AT&T: DirecTV Deal Could Lower Prices, Force Comcast, Other Cablecos to Do the SameAT&T: DirecTV Deal Could Lower Prices, Force Comcast, Other Cablecos to Do the Same
AT&T said it and DirecTV “have been unable to make significant inroads against the integrated offerings of entrenched cable companies."
June 11, 2014
By Josh Long
**Editor’s Note: Please click here for a recap of the biggest communications mergers in Q1 2014.**
AT&T’s $49 billion acquisition of DirecTV will enable it to offer a “compelling” package of television and high-speed Internet services and better compete with U.S. cable companies, the telecommunications giant said Wednesday in a filing with the Federal Communications Commission.
“Through this combination, the companies will marry complementary assets to achieve what they could not achieve separately or through a contractual arrangement: a compelling bundle of video and broadband services,” AT&T declared in an executive summary of a public interest statement filed with the FCC.
Such packages have proved immensely popular — according to AT&T, more than 97 percent of its 5.7 million video customers subscribe to a bundle.
Competing with Cablecos
AT&T characterized its own video service, U-verse, as “uneconomic and not fully competitive with cable providers.” And while DirecTV has entered arrangements to offer broadband and/or voice services through third parties including AT&T, both companies “have been unable to make significant inroads against the integrated offerings of entrenched cable companies,” according to the executive summary.
AT&T, whose incumbent territory spans 22 states, has plans to cover 33 million locations with “fiber to the node” or “fiber to the premises” technologies that can deliver video services. But the company said that territory would cover less than one-quarter of all TV homes in the United States. AT&T indicated its lack of scale has hindered its ability to acquire content, the largest variable cost facing multichannel video programming distributors.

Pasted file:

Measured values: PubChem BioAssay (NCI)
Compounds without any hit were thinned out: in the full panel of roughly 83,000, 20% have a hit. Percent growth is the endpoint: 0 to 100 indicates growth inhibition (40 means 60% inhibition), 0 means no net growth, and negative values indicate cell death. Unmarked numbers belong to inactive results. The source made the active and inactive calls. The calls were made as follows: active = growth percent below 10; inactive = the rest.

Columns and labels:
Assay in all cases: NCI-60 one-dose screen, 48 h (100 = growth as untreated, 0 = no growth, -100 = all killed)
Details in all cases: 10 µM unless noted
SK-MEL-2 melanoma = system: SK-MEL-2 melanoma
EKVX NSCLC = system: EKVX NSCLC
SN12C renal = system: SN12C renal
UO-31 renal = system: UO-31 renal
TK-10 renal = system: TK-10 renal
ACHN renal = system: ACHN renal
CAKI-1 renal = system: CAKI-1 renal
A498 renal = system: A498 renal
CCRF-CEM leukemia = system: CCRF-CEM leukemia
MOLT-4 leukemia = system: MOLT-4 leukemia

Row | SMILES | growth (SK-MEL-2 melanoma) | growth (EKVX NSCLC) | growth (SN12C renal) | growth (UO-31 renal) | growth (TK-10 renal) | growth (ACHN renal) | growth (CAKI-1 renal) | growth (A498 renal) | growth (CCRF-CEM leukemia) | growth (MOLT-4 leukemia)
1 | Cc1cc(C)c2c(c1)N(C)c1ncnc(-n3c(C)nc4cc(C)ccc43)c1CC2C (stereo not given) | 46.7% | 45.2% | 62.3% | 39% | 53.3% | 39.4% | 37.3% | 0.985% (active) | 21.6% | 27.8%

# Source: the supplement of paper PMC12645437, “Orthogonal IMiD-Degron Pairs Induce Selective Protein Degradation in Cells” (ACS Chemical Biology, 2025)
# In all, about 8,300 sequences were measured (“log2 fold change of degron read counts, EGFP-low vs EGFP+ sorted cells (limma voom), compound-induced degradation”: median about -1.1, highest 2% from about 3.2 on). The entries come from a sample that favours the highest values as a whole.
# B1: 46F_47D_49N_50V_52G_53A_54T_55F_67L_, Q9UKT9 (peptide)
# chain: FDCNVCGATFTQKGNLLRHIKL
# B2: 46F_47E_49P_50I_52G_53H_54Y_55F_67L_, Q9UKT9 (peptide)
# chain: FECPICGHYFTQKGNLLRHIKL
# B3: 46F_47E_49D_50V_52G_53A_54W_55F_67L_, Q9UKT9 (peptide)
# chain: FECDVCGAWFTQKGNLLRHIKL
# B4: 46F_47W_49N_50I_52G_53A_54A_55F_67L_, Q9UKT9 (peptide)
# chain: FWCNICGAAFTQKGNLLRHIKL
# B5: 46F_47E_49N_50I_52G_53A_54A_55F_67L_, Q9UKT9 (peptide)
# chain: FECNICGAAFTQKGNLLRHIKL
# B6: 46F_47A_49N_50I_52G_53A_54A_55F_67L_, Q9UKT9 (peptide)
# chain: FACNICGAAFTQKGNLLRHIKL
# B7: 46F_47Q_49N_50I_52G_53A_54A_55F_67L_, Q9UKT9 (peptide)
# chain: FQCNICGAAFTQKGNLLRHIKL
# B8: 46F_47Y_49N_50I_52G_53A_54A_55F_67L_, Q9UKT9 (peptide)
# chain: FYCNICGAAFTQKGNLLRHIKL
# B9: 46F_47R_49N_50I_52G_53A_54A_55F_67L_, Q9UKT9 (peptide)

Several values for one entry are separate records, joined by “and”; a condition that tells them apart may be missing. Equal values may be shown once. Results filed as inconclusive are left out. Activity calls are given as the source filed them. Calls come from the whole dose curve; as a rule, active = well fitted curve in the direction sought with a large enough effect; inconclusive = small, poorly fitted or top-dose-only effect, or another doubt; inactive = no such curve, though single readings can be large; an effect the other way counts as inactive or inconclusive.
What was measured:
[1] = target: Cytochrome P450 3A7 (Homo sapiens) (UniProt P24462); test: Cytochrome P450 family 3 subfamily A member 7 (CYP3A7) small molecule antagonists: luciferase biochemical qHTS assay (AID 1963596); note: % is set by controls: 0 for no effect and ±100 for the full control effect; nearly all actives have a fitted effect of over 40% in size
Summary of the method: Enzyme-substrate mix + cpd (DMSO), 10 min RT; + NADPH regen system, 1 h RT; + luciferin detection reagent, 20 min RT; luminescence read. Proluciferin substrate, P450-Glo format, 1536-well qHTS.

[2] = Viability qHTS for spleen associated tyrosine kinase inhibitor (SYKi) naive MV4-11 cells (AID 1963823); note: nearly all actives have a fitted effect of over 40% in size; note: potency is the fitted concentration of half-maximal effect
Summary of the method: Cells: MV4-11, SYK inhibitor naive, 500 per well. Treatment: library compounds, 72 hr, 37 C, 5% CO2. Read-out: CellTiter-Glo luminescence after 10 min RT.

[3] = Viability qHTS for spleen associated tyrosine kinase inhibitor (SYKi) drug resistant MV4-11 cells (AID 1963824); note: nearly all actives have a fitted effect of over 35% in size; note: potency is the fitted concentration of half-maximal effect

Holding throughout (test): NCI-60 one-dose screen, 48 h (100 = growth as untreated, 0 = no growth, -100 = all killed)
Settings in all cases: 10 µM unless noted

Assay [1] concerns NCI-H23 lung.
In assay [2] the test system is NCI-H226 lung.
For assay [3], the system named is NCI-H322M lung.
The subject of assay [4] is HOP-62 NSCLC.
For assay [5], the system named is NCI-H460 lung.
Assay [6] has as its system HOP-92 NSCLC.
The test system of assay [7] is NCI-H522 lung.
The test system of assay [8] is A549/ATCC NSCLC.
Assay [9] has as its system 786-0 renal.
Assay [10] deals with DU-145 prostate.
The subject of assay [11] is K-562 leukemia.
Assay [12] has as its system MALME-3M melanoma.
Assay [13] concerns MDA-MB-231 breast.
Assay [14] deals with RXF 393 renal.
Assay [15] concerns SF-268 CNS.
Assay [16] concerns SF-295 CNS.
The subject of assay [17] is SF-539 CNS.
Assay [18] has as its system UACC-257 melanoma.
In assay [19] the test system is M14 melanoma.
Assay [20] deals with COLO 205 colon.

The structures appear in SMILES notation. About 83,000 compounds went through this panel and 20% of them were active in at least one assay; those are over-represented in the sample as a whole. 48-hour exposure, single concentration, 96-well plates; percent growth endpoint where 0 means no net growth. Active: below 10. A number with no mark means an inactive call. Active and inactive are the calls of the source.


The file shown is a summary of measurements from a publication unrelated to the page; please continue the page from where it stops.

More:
The merger will enable the combined companies to better compete with cable companies, whose “dominance” in the broadband and video services market will “swell even further” if the FCC approves Comcast’s $45 billion acquisition of Time Warner Cable, AT&T said, also referencing related deals between Comcast and Charter Communications.
Charter has agreed to acquire 1.4 million Time Warner Cable subscribers following completion of the Comcast/Time Warner Cable merger. The divestitures will make Charter the second-largest U.S. cable company.
Lower Prices for Consumers?
AT&T indicated its merger with DirecTV could result in the combined company offering lower bundled prices, forcing cable companies to react with more competitive prices as well — benefiting American consumers.
“There will be significant downward pressure on the prices of the new integrated bundles of AT&T broadband and DirecTV video, even without factoring in the improved quality such bundles will offer consumers,” AT&T declared. “There will also be downward pressure on the prices of cable bundles and standalone broadband and video products offered by cable operators.”
Commitments AT&T said it would make a number of commitments to preserve competition in the video market. The company outlined the following commitments: provide fiber to the premises wireline broadband service to 2 million additional customer locations; and for three years after closing:abide by Net neutrality provisions the FCC adopted in 2010;continue to “offer standalone retail broadband Internet access service at reasonable market-based prices, including a service of at least 6 Mbps down (where feasible) at guaranteed prices, in areas where AT&T offers wireline broadband service today; and offer standalone DirecTV video service at national prices that don’t differ between customers inside and outside AT&T’s wireline footprint.
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